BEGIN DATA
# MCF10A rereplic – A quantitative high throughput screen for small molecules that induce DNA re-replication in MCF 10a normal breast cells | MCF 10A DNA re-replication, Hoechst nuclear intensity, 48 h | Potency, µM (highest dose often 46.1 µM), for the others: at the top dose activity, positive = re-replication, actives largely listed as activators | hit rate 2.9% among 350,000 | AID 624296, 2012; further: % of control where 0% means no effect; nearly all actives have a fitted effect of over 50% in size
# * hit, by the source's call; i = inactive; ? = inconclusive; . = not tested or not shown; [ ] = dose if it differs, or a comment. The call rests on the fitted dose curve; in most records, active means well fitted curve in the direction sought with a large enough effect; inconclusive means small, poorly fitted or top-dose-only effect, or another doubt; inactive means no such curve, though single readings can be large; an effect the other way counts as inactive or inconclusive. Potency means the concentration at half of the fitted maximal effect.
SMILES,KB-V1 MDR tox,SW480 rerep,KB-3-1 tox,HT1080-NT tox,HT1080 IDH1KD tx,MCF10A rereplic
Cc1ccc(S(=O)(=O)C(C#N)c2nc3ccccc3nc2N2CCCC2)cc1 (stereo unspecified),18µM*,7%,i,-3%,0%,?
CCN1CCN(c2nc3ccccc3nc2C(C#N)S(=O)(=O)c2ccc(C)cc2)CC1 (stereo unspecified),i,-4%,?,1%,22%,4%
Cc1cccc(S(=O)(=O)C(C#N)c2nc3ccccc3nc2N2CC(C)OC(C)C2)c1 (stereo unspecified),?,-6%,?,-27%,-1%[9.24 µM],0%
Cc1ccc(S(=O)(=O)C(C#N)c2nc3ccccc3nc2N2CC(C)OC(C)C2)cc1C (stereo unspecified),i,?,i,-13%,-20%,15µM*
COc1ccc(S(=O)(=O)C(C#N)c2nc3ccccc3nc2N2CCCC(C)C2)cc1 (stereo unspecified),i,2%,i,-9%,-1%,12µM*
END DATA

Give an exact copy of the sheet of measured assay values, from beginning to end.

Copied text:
# MCF10A rereplic – A quantitative high throughput screen for small molecules that induce DNA re-replication in MCF 10a normal breast cells | MCF 10A DNA re-replication, Hoechst nuclear intensity, 48 h | Potency, µM (highest dose often 46.1 µM), for the others: at the top dose activity, positive = re-replication, actives largely listed as activators | hit rate 2.9% among 350,000 | AID 624296, 2012; further: % of control where 0% means no effect; nearly all actives have a fitted effect of over 50% in size
# * hit, by the source's call; i = inactive; ? = inconclusive; . = not tested or not shown; [ ] = dose if it differs, or a comment. The call rests on the fitted dose curve; in most records, active means well fitted curve in the direction sought with a large enough effect; inconclusive means small, poorly fitted or top-dose-only effect, or another doubt; inactive means no such curve, though single readings can be large; an effect the other way counts as inactive or inconclusive. Potency means the concentration at half of the fitted maximal effect.
SMILES,KB-V1 MDR tox,SW480 rerep,KB-3-1 tox,HT1080-NT tox,HT1080 IDH1KD tx,MCF10A rereplic
Cc1ccc(S(=O)(=O)C(C#N)c2nc3ccccc3nc2N2CCCC2)cc1 (stereo unspecified),18µM*,7%,i,-3%,0%,?
CCN1CCN(c2nc3ccccc3nc2C(C#N)S(=O)(=O)c2ccc(C)cc2)CC1 (stereo unspecified),i,-4%,?,1%,22%,4%
Cc1cccc(S(=O)(=O)C(C#N)c2nc3ccccc3nc2N2CC(C)OC(C)C2)c1 (stereo unspecified),?,-6%,?,-27%,-1%[9.24 µM],0%
Cc1ccc(S(=O)(=O)C(C#N)c2nc3ccccc3nc2N2CC(C)OC(C)C2)cc1C (stereo unspecified),i,?,i,-13%,-20%,15µM*
COc1ccc(S(=O)(=O)C(C#N)c2nc3ccccc3nc2N2CCCC(C)C2)cc1 (stereo unspecified),i,2%,i,-9%,-1%,12µM*